To paraphrase Groucho Marx, I’ve seen a very funny movie… but this wasn’t it.
A movie called The Comedian isn’t required to be funny. There are plenty of reasons a movie with that title might not be. A movie called The Comedian that features at least half a dozen extended sequences of standup comedy probably should be at least a little bit funny. Here, no such luck.
Instead, we have Robert De Niro as a bitter insult comic who’s known more for a sitcom he starred in decades before than he is for his standup comedy, much to his chagrin. After assaulting a heckler one night in a comedy club, he’s sentenced to community service at a soup kitchen, where he meets Leslie Mann, who’s been sentenced to her own community service after assaulting a philandering boyfriend. The two sort of hit it off and go out a few times, each time somehow resulting in De Niro being called on to perform his insult routine, to the amusement of some and the sheer horror of plenty of others.
And that’s mostly it. Sure, the relationship between De Niro and the much younger Leslie Mann gets a bit deeper, but for the most part we jump from opportunity to opportunity for De Niro to pull his schtick and to leave plenty of hurt feelings along the way, while he learns more or less nothing about the kind of person he ought to be and whether or not what he’s doing is actually worthwhile. And worse, it’s essentially never funny. And worse yet, it commits the cardinal movie sin of mostly being dreadfully dull. When one of the major climaxes of your movie is an extended song that makes liberal use of the word “poopie,” you know your creative well is running pretty dry.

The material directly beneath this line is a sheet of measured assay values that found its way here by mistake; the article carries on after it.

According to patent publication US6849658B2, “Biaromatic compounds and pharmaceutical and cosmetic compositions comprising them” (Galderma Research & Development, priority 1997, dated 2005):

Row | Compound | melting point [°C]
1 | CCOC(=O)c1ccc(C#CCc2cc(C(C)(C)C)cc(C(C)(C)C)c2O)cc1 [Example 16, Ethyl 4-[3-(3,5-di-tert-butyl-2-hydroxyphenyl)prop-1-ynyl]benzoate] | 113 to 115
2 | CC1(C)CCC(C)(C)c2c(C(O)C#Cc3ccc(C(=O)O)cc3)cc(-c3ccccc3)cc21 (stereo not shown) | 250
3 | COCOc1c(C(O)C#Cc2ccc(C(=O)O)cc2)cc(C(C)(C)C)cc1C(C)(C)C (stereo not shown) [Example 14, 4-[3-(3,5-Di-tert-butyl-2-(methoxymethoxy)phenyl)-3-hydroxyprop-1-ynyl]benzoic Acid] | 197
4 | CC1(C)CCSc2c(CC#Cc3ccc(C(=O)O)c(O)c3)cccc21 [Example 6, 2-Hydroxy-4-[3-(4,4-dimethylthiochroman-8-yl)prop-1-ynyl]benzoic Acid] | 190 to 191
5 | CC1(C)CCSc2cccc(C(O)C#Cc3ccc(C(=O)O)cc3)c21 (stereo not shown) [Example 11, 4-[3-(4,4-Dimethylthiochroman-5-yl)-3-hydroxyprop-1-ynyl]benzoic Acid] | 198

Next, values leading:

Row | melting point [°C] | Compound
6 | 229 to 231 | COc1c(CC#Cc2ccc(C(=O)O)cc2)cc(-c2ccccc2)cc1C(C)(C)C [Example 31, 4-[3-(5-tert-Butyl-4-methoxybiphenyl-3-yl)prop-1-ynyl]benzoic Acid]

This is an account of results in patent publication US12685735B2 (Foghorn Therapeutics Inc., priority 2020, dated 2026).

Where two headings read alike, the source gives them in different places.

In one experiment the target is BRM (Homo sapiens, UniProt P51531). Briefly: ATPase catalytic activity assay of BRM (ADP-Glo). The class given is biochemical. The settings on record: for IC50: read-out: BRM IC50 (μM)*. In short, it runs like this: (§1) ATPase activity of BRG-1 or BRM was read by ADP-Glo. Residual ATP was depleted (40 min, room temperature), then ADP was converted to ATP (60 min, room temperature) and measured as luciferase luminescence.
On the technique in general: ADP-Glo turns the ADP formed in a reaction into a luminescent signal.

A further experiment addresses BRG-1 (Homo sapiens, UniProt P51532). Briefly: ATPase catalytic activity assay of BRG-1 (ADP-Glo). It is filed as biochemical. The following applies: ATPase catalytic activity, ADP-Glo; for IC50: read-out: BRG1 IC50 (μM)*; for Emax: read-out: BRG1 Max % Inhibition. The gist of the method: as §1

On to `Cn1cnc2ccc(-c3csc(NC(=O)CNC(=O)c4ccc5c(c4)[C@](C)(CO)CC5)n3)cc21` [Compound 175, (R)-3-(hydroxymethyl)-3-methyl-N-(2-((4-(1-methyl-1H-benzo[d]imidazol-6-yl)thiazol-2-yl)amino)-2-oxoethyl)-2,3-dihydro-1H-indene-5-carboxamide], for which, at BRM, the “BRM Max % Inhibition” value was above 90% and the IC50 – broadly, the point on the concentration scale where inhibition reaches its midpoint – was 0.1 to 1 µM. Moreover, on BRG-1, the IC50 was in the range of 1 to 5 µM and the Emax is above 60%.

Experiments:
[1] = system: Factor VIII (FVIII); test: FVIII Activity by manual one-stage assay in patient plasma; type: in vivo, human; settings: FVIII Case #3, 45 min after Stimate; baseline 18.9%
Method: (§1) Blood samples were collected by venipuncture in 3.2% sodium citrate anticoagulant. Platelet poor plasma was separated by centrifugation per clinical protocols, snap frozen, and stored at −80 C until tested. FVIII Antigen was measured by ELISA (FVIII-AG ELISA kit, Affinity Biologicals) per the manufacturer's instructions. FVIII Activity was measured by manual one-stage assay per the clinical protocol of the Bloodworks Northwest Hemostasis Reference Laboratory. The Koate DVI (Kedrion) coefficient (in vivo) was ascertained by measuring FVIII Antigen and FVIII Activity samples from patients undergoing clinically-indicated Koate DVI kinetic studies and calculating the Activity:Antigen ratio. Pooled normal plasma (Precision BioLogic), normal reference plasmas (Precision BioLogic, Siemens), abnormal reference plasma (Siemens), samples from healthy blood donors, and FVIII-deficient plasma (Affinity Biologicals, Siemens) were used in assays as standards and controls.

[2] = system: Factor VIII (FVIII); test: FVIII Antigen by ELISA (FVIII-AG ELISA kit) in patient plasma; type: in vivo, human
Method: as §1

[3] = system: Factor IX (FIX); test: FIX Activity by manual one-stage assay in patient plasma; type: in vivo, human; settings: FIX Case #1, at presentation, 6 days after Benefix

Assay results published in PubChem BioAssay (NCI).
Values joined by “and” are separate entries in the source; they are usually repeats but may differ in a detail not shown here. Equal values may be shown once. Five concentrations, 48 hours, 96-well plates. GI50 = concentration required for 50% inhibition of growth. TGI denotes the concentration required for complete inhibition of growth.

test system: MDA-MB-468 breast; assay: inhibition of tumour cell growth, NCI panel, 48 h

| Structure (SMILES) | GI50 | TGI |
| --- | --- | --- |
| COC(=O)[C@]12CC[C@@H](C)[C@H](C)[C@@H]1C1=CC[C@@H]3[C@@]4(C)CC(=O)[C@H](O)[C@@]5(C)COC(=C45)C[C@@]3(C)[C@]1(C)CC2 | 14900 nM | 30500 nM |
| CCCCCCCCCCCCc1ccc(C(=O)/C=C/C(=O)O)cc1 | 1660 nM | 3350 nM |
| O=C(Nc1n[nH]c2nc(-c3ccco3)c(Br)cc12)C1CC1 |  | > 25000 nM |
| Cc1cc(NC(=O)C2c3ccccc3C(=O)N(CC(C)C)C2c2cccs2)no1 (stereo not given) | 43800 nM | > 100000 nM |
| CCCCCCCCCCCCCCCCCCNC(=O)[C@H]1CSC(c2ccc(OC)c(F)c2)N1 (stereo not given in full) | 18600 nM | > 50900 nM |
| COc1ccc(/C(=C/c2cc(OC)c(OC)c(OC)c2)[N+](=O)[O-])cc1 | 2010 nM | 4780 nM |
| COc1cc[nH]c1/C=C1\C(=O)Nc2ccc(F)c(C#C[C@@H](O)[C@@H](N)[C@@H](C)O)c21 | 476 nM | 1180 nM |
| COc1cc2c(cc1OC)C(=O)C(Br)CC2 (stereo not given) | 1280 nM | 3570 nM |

It’s not for lack of trying. De Niro and Mann do their best with the material, and the rest of the cast is peppered with people who know what they’re doing, including Danny De Vito, Patty LuPone, and Harvey Keitel. But there’s just no escaping that The Comedian really, really wants to be funny, and it simply can’t find a way to do it.